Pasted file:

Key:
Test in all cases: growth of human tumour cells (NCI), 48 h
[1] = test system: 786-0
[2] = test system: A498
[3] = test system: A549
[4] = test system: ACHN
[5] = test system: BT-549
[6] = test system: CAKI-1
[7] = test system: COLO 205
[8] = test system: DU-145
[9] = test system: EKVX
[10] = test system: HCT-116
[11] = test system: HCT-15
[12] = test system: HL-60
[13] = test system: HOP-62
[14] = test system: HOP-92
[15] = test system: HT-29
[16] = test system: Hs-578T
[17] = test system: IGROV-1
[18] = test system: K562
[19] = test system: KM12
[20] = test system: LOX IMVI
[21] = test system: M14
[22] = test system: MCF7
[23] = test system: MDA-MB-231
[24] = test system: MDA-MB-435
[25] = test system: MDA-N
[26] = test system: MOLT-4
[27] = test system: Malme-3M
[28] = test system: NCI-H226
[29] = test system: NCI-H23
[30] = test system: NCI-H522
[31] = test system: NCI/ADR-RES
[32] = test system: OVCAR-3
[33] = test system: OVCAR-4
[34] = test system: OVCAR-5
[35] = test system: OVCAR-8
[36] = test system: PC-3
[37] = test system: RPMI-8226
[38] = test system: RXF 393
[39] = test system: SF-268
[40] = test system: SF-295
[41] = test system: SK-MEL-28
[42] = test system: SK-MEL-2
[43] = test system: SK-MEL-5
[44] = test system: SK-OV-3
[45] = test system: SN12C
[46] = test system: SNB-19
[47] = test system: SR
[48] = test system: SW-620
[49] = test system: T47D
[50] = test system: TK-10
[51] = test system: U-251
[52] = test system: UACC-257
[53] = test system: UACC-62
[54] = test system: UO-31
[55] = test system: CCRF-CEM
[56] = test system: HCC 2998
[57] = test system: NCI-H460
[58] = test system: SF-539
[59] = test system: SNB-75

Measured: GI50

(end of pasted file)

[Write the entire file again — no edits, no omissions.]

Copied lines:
Key:
Test in all cases: growth of human tumour cells (NCI), 48 h
[1] = test system: 786-0
[2] = test system: A498
[3] = test system: A549
[4] = test system: ACHN
[5] = test system: BT-549
[6] = test system: CAKI-1
[7] = test system: COLO 205
[8] = test system: DU-145
[9] = test system: EKVX
[10] = test system: HCT-116
[11] = test system: HCT-15
[12] = test system: HL-60
[13] = test system: HOP-62
[14] = test system: HOP-92
[15] = test system: HT-29
[16] = test system: Hs-578T
[17] = test system: IGROV-1
[18] = test system: K562
[19] = test system: KM12
[20] = test system: LOX IMVI
[21] = test system: M14
[22] = test system: MCF7
[23] = test system: MDA-MB-231
[24] = test system: MDA-MB-435
[25] = test system: MDA-N
[26] = test system: MOLT-4
[27] = test system: Malme-3M
[28] = test system: NCI-H226
[29] = test system: NCI-H23
[30] = test system: NCI-H522
[31] = test system: NCI/ADR-RES
[32] = test system: OVCAR-3
[33] = test system: OVCAR-4
[34] = test system: OVCAR-5
[35] = test system: OVCAR-8
[36] = test system: PC-3
[37] = test system: RPMI-8226
[38] = test system: RXF 393
[39] = test system: SF-268
[40] = test system: SF-295
[41] = test system: SK-MEL-28
[42] = test system: SK-MEL-2
[43] = test system: SK-MEL-5
[44] = test system: SK-OV-3
[45] = test system: SN12C
[46] = test system: SNB-19
[47] = test system: SR
[48] = test system: SW-620
[49] = test system: T47D
[50] = test system: TK-10
[51] = test system: U-251
[52] = test system: UACC-257
[53] = test system: UACC-62
[54] = test system: UO-31
[55] = test system: CCRF-CEM
[56] = test system: HCC 2998
[57] = test system: NCI-H460
[58] = test system: SF-539
[59] = test system: SNB-75

Measured: GI50